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by the mind of the control, and in some instances by two or three other minds acting as helpers or intermediaries. The result on which we base our conclusion is a compound, an interfusion of two or three, or even half a dozen minds. No critic should approach the subject without recognizing that it is this that he has to refute and that he cannot do it by remarking that messages are "uncharacteristic." They are always this to a certain extent and rarely reflect the personality of the communicator in its purity. It should not be expected. Only an ignorant person would assume its purity, after investigating the facts. It will be found that the subconscious of Mrs. Hays affected the contents of the book and that the subconscious of Mrs. Chenoweth affected the contents of Mark Twain's messages. This is unavoidable. Several minds are probably involved in both products and an expert student of the phenomena would easily discover this interfusion of personality in the result. It is the prominent evidence in the case that escapes explanation by the subconscious alone; even though it may be colored by that influence. The same law is discoverable in the language and thought of any normal writer who is appropriating style and thought of his past reading. Hence I shall make the critic a present of any objections based upon the impurity of the communications. The spiritistic hypothesis is based upon the incidents which transcend explanation by the mind of the medium alone., even though the result is highly colored by it. I must warn readers, however, against assuming that the story itself has anything to do with the conclusion here adopted. I do not care whether it is a good or a poor story, whether it has literary merits or not, whether readers of it can detect Mark Twain in it or not. It is probable that some who are very familiar with the man, his style and habits of thought, and perhaps scenes of his boyhood, may find traces of the man, but the circumstances prevent us from attaching any special weight to these. My own knowledge of Mark Twain as a writer is too small to pronounce judgment on these points and I should regard them merely as corroborative and secondary evidence if I found them. But the telling facts for any hypothesis must be the cross-references which unmistakably associate him with the books. It is in Mrs. Hutchings's introduction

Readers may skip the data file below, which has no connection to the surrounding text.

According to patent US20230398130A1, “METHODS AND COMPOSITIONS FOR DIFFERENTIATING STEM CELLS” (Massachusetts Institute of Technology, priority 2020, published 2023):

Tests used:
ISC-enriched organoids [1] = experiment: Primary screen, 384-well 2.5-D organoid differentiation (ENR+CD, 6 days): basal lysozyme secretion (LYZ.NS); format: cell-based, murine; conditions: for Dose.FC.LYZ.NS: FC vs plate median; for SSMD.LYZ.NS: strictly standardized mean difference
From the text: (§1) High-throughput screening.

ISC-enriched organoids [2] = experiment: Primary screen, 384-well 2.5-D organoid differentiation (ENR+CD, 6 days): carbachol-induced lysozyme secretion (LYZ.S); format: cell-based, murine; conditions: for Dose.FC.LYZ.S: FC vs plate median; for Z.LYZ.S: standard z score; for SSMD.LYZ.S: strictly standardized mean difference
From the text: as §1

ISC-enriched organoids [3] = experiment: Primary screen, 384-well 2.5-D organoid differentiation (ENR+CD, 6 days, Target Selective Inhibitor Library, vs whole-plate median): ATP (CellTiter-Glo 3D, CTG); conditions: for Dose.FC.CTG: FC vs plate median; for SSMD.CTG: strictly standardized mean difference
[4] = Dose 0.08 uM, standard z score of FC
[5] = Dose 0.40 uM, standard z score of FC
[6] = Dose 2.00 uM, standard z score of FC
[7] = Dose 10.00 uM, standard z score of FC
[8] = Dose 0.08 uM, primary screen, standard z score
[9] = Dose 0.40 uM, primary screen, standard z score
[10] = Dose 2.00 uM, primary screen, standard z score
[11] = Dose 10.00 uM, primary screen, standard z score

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to the story that we find psychological traces of work which only trained psychic researchers would recognize, and then the cross-references add the rest. The one thing that must dawn on us is the repeated evidence that cases which superficially show no traces of supernormal influences yet yield to experiment proving that superficial indications cannot be trusted and we may have to allow for supplementary influences from another world where we least suspect them. Authorities differ in regard to the vraisemblance of the story to Mark Twain. His biographer, while conceding that the Introduction contains incidents like Mark Twain and some unlike him, sees absolutely nothing in the story of Jap Herron that would remind him of Mark Twain. The reviewer in the "New York Times" finds some things like Mark Twain, but regards the story itself as inferior to his work. It is probable that people would differ widely on these points, sometimes according to bias one way or the other about the alleged origin of the story, but more frequently because of the unavoidable differences of conception which people have of any man whatever. But, as remarked above, this makes no difference to the hypothesis defended here. We are neither asserting that the story is like Mark Twain nor assuming these conditions in the communications that would make it probable that his characteristics would be reflected in the story. In the contrary, we assume that the story would be greatly influenced in the transmission by the subconscious of the medium and also by the mind of the control and of any other helpers in the process of transmission. It might actually lose all the specific features by which we should recognize him. Through Mrs. Chenoweth he said he simply had to think and that his thoughts had to be interpreted by the medium. This process of interpretation would greatly alter any message transmitted, and the man who does not allow for this aspect of the hypothesis is not discussing the problem we have before us, but some a priori product of the imagination with which we are not concerned. We may be wrong, but the hypothesis here advanced is the one we ask to be met, and that is that the subconscious of the medium is an important factor in the results, and that the evidence from cross-reference fits in with this, even to the extent of